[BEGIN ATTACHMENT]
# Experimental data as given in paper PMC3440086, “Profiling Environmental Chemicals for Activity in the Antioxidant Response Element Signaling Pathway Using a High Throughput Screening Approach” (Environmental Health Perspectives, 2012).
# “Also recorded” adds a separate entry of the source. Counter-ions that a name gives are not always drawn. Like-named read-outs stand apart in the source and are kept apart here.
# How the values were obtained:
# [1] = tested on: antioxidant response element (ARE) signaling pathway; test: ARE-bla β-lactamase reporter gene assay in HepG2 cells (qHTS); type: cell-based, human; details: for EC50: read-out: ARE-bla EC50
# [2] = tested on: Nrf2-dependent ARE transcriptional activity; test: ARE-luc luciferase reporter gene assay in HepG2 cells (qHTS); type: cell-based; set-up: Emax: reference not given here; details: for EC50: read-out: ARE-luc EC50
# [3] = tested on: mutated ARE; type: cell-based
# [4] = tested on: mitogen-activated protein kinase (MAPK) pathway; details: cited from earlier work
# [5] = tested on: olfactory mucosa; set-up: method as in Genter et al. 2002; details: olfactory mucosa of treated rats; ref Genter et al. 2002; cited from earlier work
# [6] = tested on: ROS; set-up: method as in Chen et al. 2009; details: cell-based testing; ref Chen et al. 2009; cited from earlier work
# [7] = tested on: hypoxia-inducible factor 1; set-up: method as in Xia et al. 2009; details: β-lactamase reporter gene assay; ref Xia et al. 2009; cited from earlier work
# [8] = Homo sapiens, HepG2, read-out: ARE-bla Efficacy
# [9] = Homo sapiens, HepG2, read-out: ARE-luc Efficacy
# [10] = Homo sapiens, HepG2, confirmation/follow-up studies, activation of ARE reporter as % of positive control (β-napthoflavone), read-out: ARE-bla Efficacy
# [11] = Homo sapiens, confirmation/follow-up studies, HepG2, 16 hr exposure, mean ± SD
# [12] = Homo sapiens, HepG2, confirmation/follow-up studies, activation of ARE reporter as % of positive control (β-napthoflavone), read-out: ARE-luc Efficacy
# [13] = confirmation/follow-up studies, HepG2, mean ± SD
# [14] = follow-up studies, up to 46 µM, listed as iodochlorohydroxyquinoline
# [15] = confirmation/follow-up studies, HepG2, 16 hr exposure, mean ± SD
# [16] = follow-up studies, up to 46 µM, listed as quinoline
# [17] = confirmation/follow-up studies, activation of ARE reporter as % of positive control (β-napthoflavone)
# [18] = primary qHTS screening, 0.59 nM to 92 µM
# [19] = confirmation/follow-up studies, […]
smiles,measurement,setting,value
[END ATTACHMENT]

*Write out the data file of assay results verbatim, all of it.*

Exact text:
# Experimental data as given in paper PMC3440086, “Profiling Environmental Chemicals for Activity in the Antioxidant Response Element Signaling Pathway Using a High Throughput Screening Approach” (Environmental Health Perspectives, 2012).
# “Also recorded” adds a separate entry of the source. Counter-ions that a name gives are not always drawn. Like-named read-outs stand apart in the source and are kept apart here.
# How the values were obtained:
# [1] = tested on: antioxidant response element (ARE) signaling pathway; test: ARE-bla β-lactamase reporter gene assay in HepG2 cells (qHTS); type: cell-based, human; details: for EC50: read-out: ARE-bla EC50
# [2] = tested on: Nrf2-dependent ARE transcriptional activity; test: ARE-luc luciferase reporter gene assay in HepG2 cells (qHTS); type: cell-based; set-up: Emax: reference not given here; details: for EC50: read-out: ARE-luc EC50
# [3] = tested on: mutated ARE; type: cell-based
# [4] = tested on: mitogen-activated protein kinase (MAPK) pathway; details: cited from earlier work
# [5] = tested on: olfactory mucosa; set-up: method as in Genter et al. 2002; details: olfactory mucosa of treated rats; ref Genter et al. 2002; cited from earlier work
# [6] = tested on: ROS; set-up: method as in Chen et al. 2009; details: cell-based testing; ref Chen et al. 2009; cited from earlier work
# [7] = tested on: hypoxia-inducible factor 1; set-up: method as in Xia et al. 2009; details: β-lactamase reporter gene assay; ref Xia et al. 2009; cited from earlier work
# [8] = Homo sapiens, HepG2, read-out: ARE-bla Efficacy
# [9] = Homo sapiens, HepG2, read-out: ARE-luc Efficacy
# [10] = Homo sapiens, HepG2, confirmation/follow-up studies, activation of ARE reporter as % of positive control (β-napthoflavone), read-out: ARE-bla Efficacy
# [11] = Homo sapiens, confirmation/follow-up studies, HepG2, 16 hr exposure, mean ± SD
# [12] = Homo sapiens, HepG2, confirmation/follow-up studies, activation of ARE reporter as % of positive control (β-napthoflavone), read-out: ARE-luc Efficacy
# [13] = confirmation/follow-up studies, HepG2, mean ± SD
# [14] = follow-up studies, up to 46 µM, listed as iodochlorohydroxyquinoline
# [15] = confirmation/follow-up studies, HepG2, 16 hr exposure, mean ± SD
# [16] = follow-up studies, up to 46 µM, listed as quinoline
# [17] = confirmation/follow-up studies, activation of ARE reporter as % of positive control (β-napthoflavone)
# [18] = primary qHTS screening, 0.59 nM to 92 µM
# [19] = confirmation/follow-up studies, […]
smiles,measurement,setting,value